After President Abraham Lincoln was shot on that April night in 1865, the medical details surrounding the state of president and the treatment that he received immediately after the assassination have always been a topic of debate.
However, a medical doctors long lost report of the effort to save President Lincoln’s life has recently been uncovered in the National Archives after remaining untouched for over 147 years, giving clarity to the situation.
An army surgeon by the name of Dr. Charles Leale sat only 40 feet from President Lincoln when he saw actor John Wilkes Booth jump to the stage at Ford’s Theatre wielding a small dagger. His immediate thought was that the President had been stabbed sitting in his ceremonial box, but as the doctor rushed over to aid the president he discovered something much more severe.
“I commenced to examine his head (as no wound near the shoulder was found) and soon passed my fingers over a large firm clot of blood situated about one inch below the superior curved line of the occipital bone,” Leale wrote.
“The coagula I easily removed and passed the little finger of my left hand through the perfectly smooth opening made by the ball.”
Researchers for the Papers of Abraham Lincoln, whose goal is find every document pertaining to Lincoln during his lifetime, uncovered the long lost report after stumbling across the U.S. surgeon general’s April 1865 correspondence, filed under “L” for Leale.
The director of Papers of Abraham Lincoln, Daniel Stowell, claims that “what’s fascinating about this report is its immediacy and its clinical, just-the-facts approach,” Stowell said. “There’s not a lot of flowery language, not a lot of emotion.”
According to Dr. Blaine Houmes, an emergency medical doctor who has studied the assassination says regarding Leale and his actions, that “for his time, he did everything right.”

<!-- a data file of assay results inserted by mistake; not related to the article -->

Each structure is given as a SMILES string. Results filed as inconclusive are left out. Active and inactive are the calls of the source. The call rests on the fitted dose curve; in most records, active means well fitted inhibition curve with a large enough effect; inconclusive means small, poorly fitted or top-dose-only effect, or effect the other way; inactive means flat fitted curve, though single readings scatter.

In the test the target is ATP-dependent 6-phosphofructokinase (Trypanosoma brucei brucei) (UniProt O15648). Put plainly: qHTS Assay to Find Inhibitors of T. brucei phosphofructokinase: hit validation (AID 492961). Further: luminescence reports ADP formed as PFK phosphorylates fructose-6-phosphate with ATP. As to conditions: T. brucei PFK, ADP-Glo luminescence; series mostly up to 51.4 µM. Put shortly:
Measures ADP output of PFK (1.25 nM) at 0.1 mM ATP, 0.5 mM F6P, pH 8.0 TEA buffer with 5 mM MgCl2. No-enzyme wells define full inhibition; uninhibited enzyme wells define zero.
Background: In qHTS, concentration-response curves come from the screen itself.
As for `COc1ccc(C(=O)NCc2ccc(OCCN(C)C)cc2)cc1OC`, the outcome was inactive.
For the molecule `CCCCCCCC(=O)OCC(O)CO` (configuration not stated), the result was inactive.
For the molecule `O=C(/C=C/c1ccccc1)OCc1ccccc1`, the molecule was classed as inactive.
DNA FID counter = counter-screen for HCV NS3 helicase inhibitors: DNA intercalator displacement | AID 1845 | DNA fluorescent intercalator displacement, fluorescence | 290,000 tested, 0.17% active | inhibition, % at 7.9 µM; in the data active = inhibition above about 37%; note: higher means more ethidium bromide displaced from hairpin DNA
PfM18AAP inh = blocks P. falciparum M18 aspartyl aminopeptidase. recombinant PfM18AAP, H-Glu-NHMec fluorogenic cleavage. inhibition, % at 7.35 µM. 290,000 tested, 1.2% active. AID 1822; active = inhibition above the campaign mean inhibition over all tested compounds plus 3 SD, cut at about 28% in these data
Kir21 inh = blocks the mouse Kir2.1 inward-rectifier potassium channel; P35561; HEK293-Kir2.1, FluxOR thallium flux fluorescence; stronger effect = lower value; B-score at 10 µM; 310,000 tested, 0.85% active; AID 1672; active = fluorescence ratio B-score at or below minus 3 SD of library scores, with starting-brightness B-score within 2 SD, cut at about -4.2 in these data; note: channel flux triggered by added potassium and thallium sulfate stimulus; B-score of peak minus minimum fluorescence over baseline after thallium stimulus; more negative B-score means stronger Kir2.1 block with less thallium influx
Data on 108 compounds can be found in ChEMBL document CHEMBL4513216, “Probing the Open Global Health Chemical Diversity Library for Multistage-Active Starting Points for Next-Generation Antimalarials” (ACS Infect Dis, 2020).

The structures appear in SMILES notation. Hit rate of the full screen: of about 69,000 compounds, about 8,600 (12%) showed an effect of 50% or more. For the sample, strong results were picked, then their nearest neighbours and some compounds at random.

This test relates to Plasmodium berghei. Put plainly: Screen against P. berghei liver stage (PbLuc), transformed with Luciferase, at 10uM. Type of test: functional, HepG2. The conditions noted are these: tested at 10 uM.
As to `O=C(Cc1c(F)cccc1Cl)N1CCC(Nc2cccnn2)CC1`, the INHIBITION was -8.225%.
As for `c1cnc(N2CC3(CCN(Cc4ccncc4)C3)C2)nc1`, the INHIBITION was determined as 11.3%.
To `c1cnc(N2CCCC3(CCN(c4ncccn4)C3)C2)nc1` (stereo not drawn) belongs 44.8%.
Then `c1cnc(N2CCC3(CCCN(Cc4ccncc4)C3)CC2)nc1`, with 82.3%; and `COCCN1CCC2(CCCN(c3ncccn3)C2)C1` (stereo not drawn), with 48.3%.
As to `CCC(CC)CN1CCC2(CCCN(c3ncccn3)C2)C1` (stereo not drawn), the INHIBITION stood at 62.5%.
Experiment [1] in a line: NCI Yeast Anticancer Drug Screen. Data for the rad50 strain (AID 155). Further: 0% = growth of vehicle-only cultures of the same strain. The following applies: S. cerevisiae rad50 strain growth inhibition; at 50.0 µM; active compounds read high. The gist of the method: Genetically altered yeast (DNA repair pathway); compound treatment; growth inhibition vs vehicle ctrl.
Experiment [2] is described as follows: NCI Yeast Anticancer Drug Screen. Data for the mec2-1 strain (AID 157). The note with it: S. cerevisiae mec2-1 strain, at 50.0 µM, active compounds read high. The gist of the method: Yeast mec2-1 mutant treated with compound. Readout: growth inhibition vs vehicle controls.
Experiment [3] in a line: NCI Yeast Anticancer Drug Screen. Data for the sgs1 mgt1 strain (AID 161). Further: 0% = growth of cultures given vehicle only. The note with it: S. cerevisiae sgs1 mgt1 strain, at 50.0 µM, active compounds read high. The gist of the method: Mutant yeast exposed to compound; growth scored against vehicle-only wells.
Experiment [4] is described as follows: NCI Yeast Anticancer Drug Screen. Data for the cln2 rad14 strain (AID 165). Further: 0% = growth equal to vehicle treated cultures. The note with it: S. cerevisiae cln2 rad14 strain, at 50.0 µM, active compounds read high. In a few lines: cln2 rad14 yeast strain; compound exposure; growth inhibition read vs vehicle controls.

“When Dr. Leale got into the president’s box, Lincoln was technically dead,” Houmes said. “He was able to regain a pulse and get breathing started again. He basically saved Lincoln’s life, even though he didn’t survive the wound.”
Further reading of Leale’s report gives a glimpse into a first hand account of the events that unfolded shortly after Lincoln was shot.
“I immediately ran to the President’s box and as soon as the door was opened was admitted and introduced to Mrs. Lincoln, when she exclaimed several times, “O doctor, do what you can for him, do what you can!”
As a group carried Lincoln down the stairs of the theatre and across the street to a home, Leale continues
“We placed the President in bed in a diagonal position, as the bed was too short. As soon as we placed him in bed we removed his clothes and covered him with blankets. While covering him I found his lower extremities very cold from his feet to a distance of several inches of above his knees. I then sent for bottles of hot water, and hot blankets, which were applied to his lower extremities and abdomen.”
As the doctor realized there was nothing more that could be done, he simply wrote:
“At 7:20 a.m. he breathed his last, and ‘the spirit fled to God who gave it.'”
Dr. Charles Leale was only 23 years old at the time of President Lincoln’s assassination and only six weeks into his medical profession.
For further reading of this long lost Lincoln death report, you can view the document at http://www.papersofabrahamlincoln.org/New_Documents.htm